Primitive vs. Civilized War
This article is excerpted from “The Search for the Primitive,” an essay written by Stanley Diamond in 1963 and later revised and expanded for inclusion in his book In Search of the Primitive (Transaction Books, 1981). We are reprinting this excerpt because it is relevant to both our ongoing discussions of war and of primitive society, indigenism and modernity.
We are not presenting this material as “paleolithic nostalgia,” from which some readers have accused us of suffering. By presenting contrasting modes of dealing with conflict and violence in society, we hope to at a minimum cast doubts on the notion of the “inevitability” of modern civilization and its forms as well as the common argument that modern war is only an expanded version of earlier cultural experiences (and hence the cynical conclusion that nothing has changed). As Diamond writes elsewhere in the same volume, “Our idea of primitive society as existing in a state of dynamic equilibrium and as expressive of human and natural rhythms is a logical projection of civilized societies and is in opposition to civilization’s actual state. But it also coincides with the real historical condition of primitive societies. The longing for a primitive mode of existence is no mere fantasy or sentimental whim; it is consonant with fundamental human needs, the fulfillment of which (although in different form) is a precondition for our survival.”
In primitive society, the ritual drama is a culturally comprehensive vehicle for group and individual expression at critical junctures in the social round or personal life cycle, as these crises are enjoined by the natural environment or defined by culture. In such ceremonies, art, religion and daily life fuse, and cultural meanings are renewed and re-created on a stage as wide as society itself.
In a sequence from archaic to modern civilization, we can trace the process through which religion, drama and daily life split apart. The drama, the primary form of art, retreats to the theater, and religion escapes into the church. The sacraments, those formalized remnants of the primitive crisis rites, and the “theater, the play,” develop into carefully cultivated and narrowly bounded conventions. Civilized participation in culture becomes increasingly passive, as culture becomes increasingly secularized.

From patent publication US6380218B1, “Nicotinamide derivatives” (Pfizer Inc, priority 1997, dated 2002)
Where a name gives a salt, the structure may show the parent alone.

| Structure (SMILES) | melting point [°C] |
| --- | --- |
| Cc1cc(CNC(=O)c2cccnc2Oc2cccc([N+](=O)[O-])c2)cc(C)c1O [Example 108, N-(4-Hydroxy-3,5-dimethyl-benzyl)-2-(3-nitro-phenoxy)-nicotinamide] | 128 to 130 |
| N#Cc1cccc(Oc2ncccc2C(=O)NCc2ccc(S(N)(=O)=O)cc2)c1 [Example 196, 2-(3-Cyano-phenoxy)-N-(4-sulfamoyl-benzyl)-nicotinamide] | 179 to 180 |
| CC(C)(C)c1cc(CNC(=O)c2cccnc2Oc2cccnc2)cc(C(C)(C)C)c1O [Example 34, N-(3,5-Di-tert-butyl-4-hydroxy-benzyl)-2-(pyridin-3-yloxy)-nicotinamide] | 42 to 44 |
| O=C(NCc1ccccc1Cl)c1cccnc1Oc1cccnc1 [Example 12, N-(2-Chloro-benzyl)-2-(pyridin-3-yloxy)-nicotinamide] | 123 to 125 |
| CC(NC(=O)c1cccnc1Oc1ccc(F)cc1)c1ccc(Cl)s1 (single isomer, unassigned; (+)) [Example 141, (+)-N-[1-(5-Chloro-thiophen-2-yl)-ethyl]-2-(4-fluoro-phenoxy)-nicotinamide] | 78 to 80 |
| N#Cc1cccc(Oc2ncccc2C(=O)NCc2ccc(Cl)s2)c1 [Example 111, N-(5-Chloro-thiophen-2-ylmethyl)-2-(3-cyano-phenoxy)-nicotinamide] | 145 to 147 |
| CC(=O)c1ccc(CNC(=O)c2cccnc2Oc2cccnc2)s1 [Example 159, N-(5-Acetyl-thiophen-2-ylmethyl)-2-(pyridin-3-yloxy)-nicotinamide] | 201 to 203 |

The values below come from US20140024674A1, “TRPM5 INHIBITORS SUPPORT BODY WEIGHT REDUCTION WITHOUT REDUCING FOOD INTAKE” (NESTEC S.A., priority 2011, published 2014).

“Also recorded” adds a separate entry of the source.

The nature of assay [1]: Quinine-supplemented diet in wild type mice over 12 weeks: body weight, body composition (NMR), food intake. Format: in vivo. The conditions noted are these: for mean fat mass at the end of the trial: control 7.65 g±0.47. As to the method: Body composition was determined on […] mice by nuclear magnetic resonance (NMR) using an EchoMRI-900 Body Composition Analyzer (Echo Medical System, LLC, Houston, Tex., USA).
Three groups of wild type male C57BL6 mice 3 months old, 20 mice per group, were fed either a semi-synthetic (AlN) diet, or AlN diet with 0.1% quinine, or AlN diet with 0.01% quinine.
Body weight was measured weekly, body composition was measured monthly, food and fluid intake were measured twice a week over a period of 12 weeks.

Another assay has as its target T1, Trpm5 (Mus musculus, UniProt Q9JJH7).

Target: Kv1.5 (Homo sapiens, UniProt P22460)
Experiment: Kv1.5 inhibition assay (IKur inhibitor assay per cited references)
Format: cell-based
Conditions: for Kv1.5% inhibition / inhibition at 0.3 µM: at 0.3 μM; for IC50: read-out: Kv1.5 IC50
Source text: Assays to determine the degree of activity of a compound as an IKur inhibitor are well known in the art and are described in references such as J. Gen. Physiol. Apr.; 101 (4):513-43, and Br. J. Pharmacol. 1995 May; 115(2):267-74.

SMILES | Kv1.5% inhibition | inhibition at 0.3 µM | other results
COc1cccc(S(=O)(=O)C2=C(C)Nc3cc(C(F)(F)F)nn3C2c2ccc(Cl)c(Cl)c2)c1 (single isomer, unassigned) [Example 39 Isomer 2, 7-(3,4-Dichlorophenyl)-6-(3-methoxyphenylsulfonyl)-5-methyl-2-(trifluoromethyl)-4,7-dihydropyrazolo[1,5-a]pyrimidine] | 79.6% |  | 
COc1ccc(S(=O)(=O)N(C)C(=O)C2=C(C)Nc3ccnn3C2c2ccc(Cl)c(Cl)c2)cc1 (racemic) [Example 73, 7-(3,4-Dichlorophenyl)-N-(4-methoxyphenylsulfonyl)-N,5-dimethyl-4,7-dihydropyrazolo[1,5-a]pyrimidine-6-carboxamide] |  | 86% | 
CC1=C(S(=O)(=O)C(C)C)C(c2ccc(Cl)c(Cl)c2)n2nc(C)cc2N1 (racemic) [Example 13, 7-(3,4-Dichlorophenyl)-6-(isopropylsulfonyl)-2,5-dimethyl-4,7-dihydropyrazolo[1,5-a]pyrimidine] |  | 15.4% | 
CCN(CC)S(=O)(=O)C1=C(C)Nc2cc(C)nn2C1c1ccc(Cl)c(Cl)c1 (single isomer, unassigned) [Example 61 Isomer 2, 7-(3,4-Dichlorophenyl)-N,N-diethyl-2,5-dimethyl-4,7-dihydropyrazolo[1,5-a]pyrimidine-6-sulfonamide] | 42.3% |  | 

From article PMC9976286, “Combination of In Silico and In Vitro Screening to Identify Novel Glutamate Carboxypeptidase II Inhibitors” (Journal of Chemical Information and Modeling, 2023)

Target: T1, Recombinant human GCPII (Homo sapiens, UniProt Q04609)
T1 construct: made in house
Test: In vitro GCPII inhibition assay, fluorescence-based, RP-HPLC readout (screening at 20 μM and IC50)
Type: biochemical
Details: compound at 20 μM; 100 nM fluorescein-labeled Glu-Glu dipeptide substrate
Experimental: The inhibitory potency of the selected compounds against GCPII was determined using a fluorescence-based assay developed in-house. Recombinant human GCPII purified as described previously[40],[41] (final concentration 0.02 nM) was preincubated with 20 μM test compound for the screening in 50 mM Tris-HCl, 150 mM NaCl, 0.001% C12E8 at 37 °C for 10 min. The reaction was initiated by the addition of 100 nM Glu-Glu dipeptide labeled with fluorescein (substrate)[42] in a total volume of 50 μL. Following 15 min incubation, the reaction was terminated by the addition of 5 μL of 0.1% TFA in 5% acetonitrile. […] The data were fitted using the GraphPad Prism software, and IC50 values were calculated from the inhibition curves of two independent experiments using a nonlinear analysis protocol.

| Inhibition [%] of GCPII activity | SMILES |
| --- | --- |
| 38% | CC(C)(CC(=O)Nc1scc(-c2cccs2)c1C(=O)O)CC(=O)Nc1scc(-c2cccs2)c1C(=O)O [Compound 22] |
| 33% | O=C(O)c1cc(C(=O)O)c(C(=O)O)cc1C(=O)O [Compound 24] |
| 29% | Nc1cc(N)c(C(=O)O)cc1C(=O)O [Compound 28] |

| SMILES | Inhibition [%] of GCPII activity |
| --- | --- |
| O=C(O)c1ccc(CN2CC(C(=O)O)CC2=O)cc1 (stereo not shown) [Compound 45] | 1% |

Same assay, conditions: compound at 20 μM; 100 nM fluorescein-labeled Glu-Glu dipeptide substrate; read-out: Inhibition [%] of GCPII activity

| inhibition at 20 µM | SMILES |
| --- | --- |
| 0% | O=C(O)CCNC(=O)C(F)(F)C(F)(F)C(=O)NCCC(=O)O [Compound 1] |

Among primitives, rituals are cathartic and creative. They are cathartic in that they serve as occasions for open, if culturally molded, expressions of ambivalent feelings about sacred tradition, constituted authority, animal and human nature, and nature at large.
A good example of the cathartic expression of ambivalence toward the sacred occurs in a Wintun’s Hesi ceremony which Barret calls “the acme of Wintun ceremonialism.” The clown directs his comic assaults at the leader:
“When the captain of the host village was singing as he marched slowly about the inside of the dance house, one of the clowns staged himself before the captain and marched slowly backwards in step with him, while delivering joking remarks concerning the leader’s ability to sing and the particular song he was voicing. This did not seem in the least to disconcert the singer, who continued to sing in his gravest manner: but his song was not received with the usual seriousness.”
Ritual expression of ambivalence toward constituted authority is illustrated among the Anaguta. Men who are being initiated into the status of elders had the right publicly to challenge elders of long standing, who were still physically vigorous, to a combat with clubs. This took place within a circle of young, newly initiated men dancing slowly to the beat of drums and the sound of horns. No man could be struck above the trunk, and the challenge need not be given or accepted. But for those who desired to do so, this final phase of the men’s initiation ceremony afforded the opportunity to work off hostility against particular elders who might have abused their authority. Painful injuries occasionally resulted. Physical cowardice or bluster were exposed, but did not brand a man beyond the situation, and, as noted, there was no obligation to participate, although it was honorable to do so. Nor did the ceremony threaten the general respect in which the elders were held; on the contrary, the institutionalized expression of ambivalence helped buttress the social structure generally.
These rituals are also creative in the dramatic revelation of symbols and the anticipation and elaboration of new roles for individuals; they make meanings explicit and renew the vitality of the group.
Primitive and Modern Ritual
The Nama role-transition rites are indicative. At puberty, childbirth, the death of a spouse, the contraction of certain diseases, the slaying of an enemy in war, the killing of a large game animal and similar occasions, the individual is said to be in a condition called !nau (in an unclean, labile or dangerous state). During these periods, he is suspended between two statuses and is considered to be dangerous to himself and to others; he is in the tribe but not of it. Therefore, he is isolated, and placed in the care of an immune guardian, who has passed through the !nau period for the identical event. In order to be restored to normality, a person must undergo a ritual cleansing, participate in a common meal with people who have emerged from the same situation and then be re-introduced into the life of the tribe by his guardian, at a ceremonial dance. The person is, in short, reborn.
These experiences lead to a hierarchical development of the social self, which, in turn, assimilates contradictory forms of behavior without traumatic consequences. Among the Indians of the American plains, for example, the status of warrior could be succeeded by a status of higher order--that of “Peace Chief,” honored for his wisdom and experience. He was the guardian of the well-being of the people; his balanced judgment prevailed over the special interests of the warriors.